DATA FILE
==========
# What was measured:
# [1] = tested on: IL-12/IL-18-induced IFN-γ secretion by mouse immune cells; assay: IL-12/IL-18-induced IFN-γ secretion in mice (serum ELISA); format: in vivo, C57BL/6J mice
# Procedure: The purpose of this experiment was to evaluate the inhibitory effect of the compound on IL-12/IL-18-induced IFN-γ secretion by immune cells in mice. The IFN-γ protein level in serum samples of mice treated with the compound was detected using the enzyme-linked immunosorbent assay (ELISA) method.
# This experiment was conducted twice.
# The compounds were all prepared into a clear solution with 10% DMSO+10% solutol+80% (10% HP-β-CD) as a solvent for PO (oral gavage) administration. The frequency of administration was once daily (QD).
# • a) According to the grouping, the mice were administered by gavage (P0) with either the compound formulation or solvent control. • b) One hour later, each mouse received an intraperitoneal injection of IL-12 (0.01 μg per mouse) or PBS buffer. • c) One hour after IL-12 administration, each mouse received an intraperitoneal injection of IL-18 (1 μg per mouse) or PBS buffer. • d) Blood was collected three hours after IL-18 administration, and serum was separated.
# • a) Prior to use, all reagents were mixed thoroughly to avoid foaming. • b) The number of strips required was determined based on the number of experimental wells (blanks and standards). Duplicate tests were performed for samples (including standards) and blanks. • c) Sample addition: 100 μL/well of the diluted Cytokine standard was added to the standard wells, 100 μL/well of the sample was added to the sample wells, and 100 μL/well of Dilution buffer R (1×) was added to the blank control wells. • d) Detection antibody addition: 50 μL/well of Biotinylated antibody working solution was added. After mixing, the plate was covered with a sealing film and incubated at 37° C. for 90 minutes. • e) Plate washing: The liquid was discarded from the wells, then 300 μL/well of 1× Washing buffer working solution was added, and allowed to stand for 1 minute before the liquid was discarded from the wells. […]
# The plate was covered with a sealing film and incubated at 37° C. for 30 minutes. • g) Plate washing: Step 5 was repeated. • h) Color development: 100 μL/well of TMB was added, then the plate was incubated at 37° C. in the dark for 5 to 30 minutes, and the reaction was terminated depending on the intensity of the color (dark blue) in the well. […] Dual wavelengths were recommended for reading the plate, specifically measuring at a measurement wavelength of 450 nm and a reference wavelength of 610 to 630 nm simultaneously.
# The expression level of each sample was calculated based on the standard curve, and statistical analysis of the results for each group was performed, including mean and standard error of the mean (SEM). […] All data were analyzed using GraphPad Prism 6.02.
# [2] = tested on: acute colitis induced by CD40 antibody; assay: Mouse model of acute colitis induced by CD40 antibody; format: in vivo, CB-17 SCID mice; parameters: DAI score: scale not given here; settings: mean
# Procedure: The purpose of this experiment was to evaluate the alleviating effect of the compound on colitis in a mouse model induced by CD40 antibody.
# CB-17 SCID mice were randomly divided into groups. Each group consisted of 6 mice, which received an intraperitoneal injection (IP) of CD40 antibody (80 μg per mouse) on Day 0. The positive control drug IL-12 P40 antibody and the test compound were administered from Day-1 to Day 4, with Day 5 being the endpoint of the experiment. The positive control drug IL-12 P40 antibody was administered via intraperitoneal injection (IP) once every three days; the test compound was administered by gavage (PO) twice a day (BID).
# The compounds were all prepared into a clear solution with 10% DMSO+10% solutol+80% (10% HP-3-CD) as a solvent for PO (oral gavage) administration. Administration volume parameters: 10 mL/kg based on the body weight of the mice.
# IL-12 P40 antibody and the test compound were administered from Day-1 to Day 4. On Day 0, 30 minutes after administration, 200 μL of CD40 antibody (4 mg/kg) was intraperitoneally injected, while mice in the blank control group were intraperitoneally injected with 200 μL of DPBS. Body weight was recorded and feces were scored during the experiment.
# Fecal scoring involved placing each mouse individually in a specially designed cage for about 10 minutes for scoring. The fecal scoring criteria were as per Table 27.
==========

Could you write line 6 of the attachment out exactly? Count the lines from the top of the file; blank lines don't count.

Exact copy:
# • a) According to the grouping, the mice were administered by gavage (P0) with either the compound formulation or solvent control. • b) One hour later, each mouse received an intraperitoneal injection of IL-12 (0.01 μg per mouse) or PBS buffer. • c) One hour after IL-12 administration, each mouse received an intraperitoneal injection of IL-18 (1 μg per mouse) or PBS buffer. • d) Blood was collected three hours after IL-18 administration, and serum was separated.